How to Formulate Supplements with Carbs
Carbs are quickly becoming the “new bad guy” in the American diet. We’re just a few years away from anti-carbohydrate campaigns, and the popularity of low-carb and ketogenic lifestyles are only growing. In this shifting environment, how do you formulate supplements with carbs?
There are four key things to consider before you formulate with carbs: glycemic index, carbohydrate types, tolerability and health impacts.
The Glycemic Index is a measure of a food’s impact on post-prandial blood glucose. In other words, “how much will this food increase my blood glucose after I eat it, on a scale from 0 to 100?”
Increasing blood glucose by consuming a high glycemic carb is a desirable quality of a carbohydrate source during or immediately prior to certain types of athletic activity – namely those that require a quick burst of semi-sustained energy substrate, such as soccer. High-glycemic carbs may also be utilized post-activity to quickly replenish glycogen stores, but this tactic is only appropriate if the athlete is going to be using the same muscle groups again within 24 hours, such as in tournament-style competitions.
For ALL other times, a low-glycemic food item is more desirable.
Carbohydrate types are classified as monosaccharides, disaccharides, oligosaccharides, and polysaccharides. In the supplement world, we primarily deal with monosaccharides (like glucose or fructose) and polysaccharides (starches). Although they are technically different types of carbohydrates, they are not always so different in their biological effects. Of particular interest is maltodextrin. Maltodextrin is classified as a starch, but its biological behavior mimics that of pure glucose in many regards. In effect, this starch is a sugar and carries with it all of the negative aspects of a sugar.
The tolerability of a carbohydrate powder is linked to its gastrointestinal (GI) effects. In this regard, we must consider osmolality and molecular weight. The two are inversely related, meaning as one increases, the other decreases. Low osmolality (and high molecular weight) are associated with rapid gastric emptying time and minimal, if any, GI distress.
Health impacts related to carbohydrates are, most notably, glucose and insulin levels. Although carbohydrates are still purported to be the foundation of a healthy diet, more sophisticated research is soon to dethrone them. The reasoning behind this is as follows:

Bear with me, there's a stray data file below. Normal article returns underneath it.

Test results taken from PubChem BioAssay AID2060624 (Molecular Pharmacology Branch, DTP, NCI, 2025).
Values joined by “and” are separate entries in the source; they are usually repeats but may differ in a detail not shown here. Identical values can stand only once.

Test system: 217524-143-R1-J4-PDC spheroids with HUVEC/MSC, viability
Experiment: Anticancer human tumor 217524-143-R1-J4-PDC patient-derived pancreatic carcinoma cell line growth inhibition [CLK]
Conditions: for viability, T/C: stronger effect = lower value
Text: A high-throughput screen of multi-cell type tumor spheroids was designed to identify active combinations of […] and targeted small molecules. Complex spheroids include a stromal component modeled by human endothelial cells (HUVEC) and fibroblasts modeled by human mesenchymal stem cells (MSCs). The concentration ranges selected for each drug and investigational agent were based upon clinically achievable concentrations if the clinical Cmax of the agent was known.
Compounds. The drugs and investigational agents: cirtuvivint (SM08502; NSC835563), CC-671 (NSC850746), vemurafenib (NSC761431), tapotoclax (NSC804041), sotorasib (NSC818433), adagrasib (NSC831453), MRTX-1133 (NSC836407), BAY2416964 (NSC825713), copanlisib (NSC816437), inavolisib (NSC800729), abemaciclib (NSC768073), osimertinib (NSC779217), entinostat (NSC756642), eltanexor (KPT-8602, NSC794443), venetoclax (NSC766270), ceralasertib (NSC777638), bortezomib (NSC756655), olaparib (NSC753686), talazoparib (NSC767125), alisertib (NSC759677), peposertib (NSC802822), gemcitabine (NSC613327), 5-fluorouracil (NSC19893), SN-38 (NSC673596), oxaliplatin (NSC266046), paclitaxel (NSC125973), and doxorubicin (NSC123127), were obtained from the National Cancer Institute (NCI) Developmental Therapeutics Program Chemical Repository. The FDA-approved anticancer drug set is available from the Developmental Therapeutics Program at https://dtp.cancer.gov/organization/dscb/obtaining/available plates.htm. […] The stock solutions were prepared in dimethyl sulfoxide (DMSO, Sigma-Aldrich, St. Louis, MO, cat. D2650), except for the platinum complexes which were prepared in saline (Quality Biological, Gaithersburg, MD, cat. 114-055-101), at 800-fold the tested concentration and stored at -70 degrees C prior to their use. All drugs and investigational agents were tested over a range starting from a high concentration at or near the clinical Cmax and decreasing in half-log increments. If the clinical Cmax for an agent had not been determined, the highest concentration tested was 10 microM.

• elevated post-prandial blood glucose drastically increases risk for cardiovascular disease1
• dietary carbohydrate restriction is superior to dietary saturated fat restriction for improving diabetes and heart disease2
• and glucose is the major fuel source for many cancer cells3
These are also the underlying reasons for the relevance of the Glycemic Index.
6 Rules of Thumb for Formulating Supplements with Carbs
1. Be cautious about formulating with anything labeled as maltodextrin or “glucose polymers” (euphemism for maltodextrin). The reasons are (1) it is known as a cheap filler (2) it disrupts the gut microbiome4,5 and (3) consumers are gaining knowledge about the negative health impacts of elevated insulin6.
2. Lower glycemic carbs providing sustained energy should be used in most applications, particularly meal replacements, pre- and intra-workout products.
3. Higher glycemic carbs should only be used proximal in time to athletic activity.
4. Use “cleaner” carbs that are non-gmo, non-allergenic, organic, and that minimally impact blood sugar.
5. Remain wary of the negative health impacts of carbohydrates and formulate to reflect the purpose of the product.
6. Pay attention to osmolality. This is often forgotten, but so critical in preventing GI distress.
Applications for Carbohydrate Powders such as Carb10™
Clean Gainer (i.e. Optimum’s Gold Standard Gainer)
Click here to learn more about Carb10™, our clean, easy-to-digest, low-glycemic solution.
How do Carbohydrates Compare?
1. Glucose tolerance and cardiovascular mortality: comparison of fasting and 2-hour diagnostic criteria. Arch Intern Med. 2001;161(3):397-405.
2. Volek, J. S., & Feinman, R. D. (2005). Carbohydrate restriction improves the features of Metabolic Syndrome. Metabolic Syndrome may be defined by the response to carbohydrate restriction. Nutrition & metabolism, 2(1), 1.
3. Seyfried, T.N., & Shelton, L.M. (2010). Cancer as a metabolic disease. Nutrition & Metabolism, 7(1), 1.
4. Nickerson, K. P., Chanin, R., & McDonald, C. (2015). Deregulation of intestinal anti-microbial defense by the dietary additive, maltodextrin. Gut microbes, 6(1), 78-83.
5. O’Brien, W. J., & Rowlands, D. S. (2011). Fructose-maltodextrin ratio in a carbohydrate-electrolyte solution differentially affects exogenous carbohydrate oxidation rate, gut comfort, and performance. American Journal of Physiology-Gastrointestinal and Liver Physiology, 300(1), G181-G189.
6. Blaak EE, Antoine JM, Benton D, et al. Impact of postprandial glycaemia on health and prevention of disease. Obesity Reviews. 2012;13(10):923-84.